But of course, if you step back a little, you see how that narrow, seemingly self-interested view doesn't make sense. The freeway -- a public domain resource -- is valuable for the store owner as well as everyone else. It opens up new possibilities for everyone, even if the store owner loses some control over the local market. The store owner might have to compete harder, but that freeway, as a source of new supply, will help her to do that -- now she does not have to depend on another monopoly, probably the railroad in this example, as a supply line. She can choose from all the trucking companies that use the freeways. 

The parallels in this example to the situation artists face today are pretty close. Most think that copyright extremism is good for them, but if they took a step back, the way that the Open Source and Free Software movements have in the software field, I think they would see that copyright moderation makes a whole lot more sense for the independent artist.

Copyright extremism is where we are today, although most people don't realize that. The continuum runs from no copyright at one end, meaning nobody has any monopoly right at all to their original creative work, and at the other end is an iron-clad Monopoly for Life. We're actually at a greater extreme than that right now. You not only get a monopoly for life, you get it 75 years after your death. That's extremism beyond extremism.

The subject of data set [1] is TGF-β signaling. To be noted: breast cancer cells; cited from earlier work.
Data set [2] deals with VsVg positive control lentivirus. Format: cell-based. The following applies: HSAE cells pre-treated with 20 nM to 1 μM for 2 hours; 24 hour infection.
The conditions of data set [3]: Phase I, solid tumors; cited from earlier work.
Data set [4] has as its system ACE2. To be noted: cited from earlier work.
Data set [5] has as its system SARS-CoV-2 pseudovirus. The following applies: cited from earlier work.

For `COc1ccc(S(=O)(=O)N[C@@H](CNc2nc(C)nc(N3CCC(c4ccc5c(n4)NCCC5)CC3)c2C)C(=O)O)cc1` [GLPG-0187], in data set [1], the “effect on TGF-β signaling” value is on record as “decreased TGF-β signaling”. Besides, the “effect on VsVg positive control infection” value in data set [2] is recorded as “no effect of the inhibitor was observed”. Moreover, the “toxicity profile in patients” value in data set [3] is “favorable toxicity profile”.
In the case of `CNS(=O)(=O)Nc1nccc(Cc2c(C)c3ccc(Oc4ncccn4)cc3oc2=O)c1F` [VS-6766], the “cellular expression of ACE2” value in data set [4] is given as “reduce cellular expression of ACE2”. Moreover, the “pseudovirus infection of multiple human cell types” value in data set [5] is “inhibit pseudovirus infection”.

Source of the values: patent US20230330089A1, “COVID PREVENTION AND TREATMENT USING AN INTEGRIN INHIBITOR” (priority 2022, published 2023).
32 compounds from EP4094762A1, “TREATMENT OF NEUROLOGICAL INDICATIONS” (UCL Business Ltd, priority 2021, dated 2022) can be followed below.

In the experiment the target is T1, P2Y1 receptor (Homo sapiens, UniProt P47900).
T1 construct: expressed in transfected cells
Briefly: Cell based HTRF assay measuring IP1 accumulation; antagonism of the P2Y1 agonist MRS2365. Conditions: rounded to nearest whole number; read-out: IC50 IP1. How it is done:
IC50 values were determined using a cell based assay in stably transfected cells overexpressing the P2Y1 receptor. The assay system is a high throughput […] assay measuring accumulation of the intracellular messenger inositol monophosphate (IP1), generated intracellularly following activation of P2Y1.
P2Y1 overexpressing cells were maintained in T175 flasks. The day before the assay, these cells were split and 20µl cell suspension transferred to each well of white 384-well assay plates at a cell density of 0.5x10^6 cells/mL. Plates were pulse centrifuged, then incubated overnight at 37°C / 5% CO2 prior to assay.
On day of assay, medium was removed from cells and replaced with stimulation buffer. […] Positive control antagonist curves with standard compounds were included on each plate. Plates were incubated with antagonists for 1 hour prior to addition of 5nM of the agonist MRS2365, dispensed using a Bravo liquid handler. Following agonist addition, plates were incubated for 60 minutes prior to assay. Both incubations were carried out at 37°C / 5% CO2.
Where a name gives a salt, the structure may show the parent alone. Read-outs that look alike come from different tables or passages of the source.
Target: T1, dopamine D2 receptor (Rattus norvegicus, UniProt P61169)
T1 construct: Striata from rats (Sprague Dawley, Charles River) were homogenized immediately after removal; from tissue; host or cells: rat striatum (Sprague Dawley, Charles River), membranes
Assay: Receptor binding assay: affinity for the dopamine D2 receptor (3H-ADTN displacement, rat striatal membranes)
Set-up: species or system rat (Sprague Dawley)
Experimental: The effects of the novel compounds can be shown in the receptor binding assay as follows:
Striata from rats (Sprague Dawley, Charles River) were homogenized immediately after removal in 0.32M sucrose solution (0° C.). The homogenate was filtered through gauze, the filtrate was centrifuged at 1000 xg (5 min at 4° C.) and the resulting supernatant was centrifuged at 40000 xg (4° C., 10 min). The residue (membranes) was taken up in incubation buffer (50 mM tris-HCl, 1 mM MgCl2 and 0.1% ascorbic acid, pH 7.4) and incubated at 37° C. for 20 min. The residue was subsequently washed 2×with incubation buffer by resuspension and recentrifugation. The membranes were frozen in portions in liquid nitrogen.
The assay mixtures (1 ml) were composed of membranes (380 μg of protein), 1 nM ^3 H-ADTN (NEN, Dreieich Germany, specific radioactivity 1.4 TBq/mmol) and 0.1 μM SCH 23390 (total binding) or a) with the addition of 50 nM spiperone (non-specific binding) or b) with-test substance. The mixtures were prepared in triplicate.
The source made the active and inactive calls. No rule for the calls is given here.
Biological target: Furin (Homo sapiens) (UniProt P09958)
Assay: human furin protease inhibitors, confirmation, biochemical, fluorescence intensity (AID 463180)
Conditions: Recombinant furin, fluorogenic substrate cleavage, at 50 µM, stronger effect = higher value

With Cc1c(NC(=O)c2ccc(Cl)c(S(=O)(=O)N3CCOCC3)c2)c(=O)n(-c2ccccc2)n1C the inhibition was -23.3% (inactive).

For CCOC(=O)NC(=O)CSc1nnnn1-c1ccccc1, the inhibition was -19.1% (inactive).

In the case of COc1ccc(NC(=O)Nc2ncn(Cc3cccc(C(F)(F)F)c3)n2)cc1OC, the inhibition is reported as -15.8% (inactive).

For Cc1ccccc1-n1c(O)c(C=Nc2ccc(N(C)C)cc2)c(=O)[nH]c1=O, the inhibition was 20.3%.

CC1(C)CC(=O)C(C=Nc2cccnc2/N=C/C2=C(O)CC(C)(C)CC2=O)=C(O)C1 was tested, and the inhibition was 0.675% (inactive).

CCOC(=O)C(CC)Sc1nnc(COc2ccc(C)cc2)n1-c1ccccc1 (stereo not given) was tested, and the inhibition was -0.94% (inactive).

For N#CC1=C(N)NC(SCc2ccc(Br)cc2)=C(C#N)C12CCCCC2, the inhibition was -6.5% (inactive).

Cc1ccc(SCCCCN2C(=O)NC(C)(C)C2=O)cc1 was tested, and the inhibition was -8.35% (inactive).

It wasn't always this way. The U.S.  Founding Fathers were skeptical of copyright. Benjamin Franklin, for example didn't want any copyright or patent protection laws at all, and he was an author and inventor. Eventually those who drafted the Constitution, moderate men that they were, crafted a balance -- copyright for 14 years, renewable once, then the work belonged to the people. Their goal was to create an incentive for people to produce, but not rob the country of a useful public domain. It was a quid pro quo: The government gives creators something (monopoly protection backed by law enforcement), and the creators give the people something (their original contribution after the monopoly term is over).